Were there other actors in the program?
Cohen: There were many actors and other people looking to make a few extra bucks. So, it was a cross-section of individuals. Kudos to the program faculty and staff for getting a diverse population with whom the students can learn.
Were you familiar with medical education?
Cohen: I really wasn’t familiar despite having a career surrounded by physicians and having a spouse who was deeply involved in the medical profession as the executive director of the Arizona Osteopathic Medical Association. So, I wasn’t aware of the educational rigors a budding physician would be going through, particularly in year one.
Were there any surprises about medical education?
Cohen: I was pleased and pleasantly surprised to see how much attention and effort is given to teaching the students empathy. When I grew up, most physicians were very stiff and clinical. Having a physician who has a more caring attitude and takes an interest is much more reassuring to their patient.
Were there any surprises with the students?
Cohen: I was surprised by the diversity of the students. There were older students who had some type of medical background, such as PAs and EMTs. There were also “legacy” students whose parents or other family members were physicians. In addition, there were international students from other cultures with more poverty and different healthcare systems than U.S. students have experienced.
What was the interaction between the students and faculty and staff?
Cohen: The interaction was incredible and a confidence-building relationship. The faculty and staff were genuinely interested in the students. A special thanks to the ATSU team Lisa McNeil and Dr. Lorree Ratto.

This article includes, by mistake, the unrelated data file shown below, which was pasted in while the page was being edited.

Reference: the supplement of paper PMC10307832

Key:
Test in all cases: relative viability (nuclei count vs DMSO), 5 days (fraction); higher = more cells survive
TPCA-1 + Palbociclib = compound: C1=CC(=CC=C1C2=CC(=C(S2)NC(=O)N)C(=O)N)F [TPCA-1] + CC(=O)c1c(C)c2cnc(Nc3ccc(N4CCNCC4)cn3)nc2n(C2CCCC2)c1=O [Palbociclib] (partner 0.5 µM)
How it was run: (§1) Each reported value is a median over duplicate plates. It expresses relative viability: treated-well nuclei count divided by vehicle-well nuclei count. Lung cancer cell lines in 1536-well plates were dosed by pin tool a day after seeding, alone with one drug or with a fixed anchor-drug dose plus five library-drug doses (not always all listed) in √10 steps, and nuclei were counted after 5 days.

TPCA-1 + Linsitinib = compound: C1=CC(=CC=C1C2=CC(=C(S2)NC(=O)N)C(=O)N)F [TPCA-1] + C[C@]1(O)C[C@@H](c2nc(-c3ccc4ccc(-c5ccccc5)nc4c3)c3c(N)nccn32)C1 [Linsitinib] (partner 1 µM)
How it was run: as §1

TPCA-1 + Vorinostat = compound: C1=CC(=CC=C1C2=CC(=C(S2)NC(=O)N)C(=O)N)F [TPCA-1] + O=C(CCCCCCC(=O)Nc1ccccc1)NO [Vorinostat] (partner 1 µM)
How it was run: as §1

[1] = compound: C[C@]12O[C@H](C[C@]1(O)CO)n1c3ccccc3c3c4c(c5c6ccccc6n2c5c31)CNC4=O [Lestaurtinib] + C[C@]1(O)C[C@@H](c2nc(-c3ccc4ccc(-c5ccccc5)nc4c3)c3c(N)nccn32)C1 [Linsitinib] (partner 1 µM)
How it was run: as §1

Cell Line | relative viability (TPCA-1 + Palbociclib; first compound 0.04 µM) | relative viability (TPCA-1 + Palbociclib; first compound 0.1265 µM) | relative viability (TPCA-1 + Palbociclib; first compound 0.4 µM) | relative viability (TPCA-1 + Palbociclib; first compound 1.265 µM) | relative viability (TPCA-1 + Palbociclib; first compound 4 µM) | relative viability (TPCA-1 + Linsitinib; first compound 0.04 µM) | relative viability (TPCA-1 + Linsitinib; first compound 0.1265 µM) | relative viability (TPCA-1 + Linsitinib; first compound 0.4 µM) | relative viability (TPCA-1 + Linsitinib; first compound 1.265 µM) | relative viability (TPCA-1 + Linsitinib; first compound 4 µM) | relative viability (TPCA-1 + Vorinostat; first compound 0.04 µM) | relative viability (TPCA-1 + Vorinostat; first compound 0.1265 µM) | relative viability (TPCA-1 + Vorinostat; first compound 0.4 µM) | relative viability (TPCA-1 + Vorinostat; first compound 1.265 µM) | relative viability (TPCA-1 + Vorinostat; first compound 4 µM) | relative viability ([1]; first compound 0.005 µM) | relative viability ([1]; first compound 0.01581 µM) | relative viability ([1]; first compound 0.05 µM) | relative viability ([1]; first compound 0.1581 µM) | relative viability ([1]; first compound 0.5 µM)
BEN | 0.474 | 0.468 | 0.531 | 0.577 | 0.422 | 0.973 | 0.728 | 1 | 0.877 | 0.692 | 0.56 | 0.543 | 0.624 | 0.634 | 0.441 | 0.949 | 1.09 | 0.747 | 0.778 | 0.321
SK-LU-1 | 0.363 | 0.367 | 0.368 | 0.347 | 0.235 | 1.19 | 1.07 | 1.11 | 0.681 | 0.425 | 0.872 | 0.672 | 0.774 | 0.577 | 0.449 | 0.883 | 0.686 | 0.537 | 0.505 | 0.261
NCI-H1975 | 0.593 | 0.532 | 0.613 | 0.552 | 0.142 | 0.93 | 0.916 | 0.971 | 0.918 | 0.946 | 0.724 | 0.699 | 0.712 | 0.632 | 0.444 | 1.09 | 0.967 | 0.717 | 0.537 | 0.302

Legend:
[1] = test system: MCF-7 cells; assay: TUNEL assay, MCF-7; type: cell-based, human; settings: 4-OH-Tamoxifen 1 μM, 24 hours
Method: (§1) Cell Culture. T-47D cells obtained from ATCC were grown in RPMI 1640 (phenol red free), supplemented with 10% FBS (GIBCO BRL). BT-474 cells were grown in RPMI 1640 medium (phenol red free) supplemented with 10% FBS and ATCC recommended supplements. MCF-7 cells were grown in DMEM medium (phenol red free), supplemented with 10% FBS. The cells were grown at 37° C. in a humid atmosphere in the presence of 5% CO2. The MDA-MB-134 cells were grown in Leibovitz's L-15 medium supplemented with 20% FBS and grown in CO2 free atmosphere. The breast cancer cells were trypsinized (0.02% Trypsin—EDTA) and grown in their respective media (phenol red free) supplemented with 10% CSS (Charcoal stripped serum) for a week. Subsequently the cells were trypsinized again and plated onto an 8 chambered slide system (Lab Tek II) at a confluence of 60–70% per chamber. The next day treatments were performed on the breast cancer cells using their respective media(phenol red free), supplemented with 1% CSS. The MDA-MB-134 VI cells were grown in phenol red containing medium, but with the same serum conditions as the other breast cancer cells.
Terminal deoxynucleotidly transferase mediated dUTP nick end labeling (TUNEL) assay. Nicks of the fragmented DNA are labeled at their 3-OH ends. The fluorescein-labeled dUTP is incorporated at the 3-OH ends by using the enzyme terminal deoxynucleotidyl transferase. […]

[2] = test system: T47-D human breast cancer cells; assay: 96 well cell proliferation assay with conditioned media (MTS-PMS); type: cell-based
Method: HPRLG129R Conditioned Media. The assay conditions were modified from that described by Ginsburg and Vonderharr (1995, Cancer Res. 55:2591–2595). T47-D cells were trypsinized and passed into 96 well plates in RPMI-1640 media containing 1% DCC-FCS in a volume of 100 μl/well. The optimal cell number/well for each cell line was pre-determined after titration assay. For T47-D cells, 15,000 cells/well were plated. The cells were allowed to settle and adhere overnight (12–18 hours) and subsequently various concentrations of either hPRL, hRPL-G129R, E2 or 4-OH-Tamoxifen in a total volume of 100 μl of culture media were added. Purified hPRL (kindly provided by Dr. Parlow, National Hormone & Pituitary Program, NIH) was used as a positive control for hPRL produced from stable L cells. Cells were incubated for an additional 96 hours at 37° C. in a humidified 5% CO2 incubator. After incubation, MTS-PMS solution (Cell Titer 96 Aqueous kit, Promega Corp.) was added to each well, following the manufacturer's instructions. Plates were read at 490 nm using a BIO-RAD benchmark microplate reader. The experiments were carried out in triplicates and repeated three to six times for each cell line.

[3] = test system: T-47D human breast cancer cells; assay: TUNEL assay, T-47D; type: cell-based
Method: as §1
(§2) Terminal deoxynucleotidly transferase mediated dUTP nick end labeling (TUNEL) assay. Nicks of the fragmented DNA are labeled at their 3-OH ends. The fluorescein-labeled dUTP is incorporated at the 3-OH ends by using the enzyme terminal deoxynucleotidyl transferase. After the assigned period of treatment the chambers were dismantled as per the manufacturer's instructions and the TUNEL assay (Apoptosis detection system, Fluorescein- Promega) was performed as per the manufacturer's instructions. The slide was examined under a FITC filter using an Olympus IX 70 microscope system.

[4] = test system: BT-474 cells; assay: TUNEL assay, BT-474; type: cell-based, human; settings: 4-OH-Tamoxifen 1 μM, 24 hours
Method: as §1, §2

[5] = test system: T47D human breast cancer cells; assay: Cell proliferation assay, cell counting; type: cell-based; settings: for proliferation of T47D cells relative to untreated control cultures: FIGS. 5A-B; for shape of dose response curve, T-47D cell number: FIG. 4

Did you have a script?
Cohen: Everything was scripted, and you had to stick to the script – no improvising. The scripts indicate the age and symptoms of the patient and social determinants, such as a homeless single mother. The students took the history and examined the SPs. My favorite symptom was kidney stones because the SPs were told that if the student touches the kidney, it is ok to scream and reach for the roof. Pretending to pass out was also a valuable acting experience.
Did they ask their patients about their current environment?
Cohen: Yes, such as:
- Are you depressed?
- Do you interact with other people?
- Can you walk to a pharmacy to get meds? Do you know the meds you are using?
- Are you eating every day?
I understand that the SPs also evaluate the students from a patient’s perspective.
Cohen: There was a checklist that included:
- Washing their hands when they entered the exam room.
- Knocking on the exam room door before entering.
- Helping the patient get on and off the exam table.
- Being kind and courteous.
- Facing the patient and making eye contact when talking to them.
- Taking a thorough history.
- Asking for social determinants information.
Note: An instructor can watch the exchange between the SP and the student from a nearby video monitor room. Later, the student and the instructor can view the video and discuss ways to improve exam skills.
What is the benefit of the SP program to the students?
Interacting with a human being is much better than a simulated encounter. You are eye to eye. That is a good life lesson when they learn how to communicate and listen.
What impact did you have on the students and what impact did they have on you?
The impact they had on me was to elevate my medical education and be aware of things going on in my body. I learned that medicine, in general, requires educated guesswork. My expectation that healthcare professionals can just solve things is unrealistic. I must take responsibility for myself in terms of being aware of issues and being able to communicate those issues. I need to take better care of myself.
The ATSU SP program is incredibly well run; I am sure it is a role model for other schools. I really hope that I made a difference in the student’s education. It was a wonderful experience.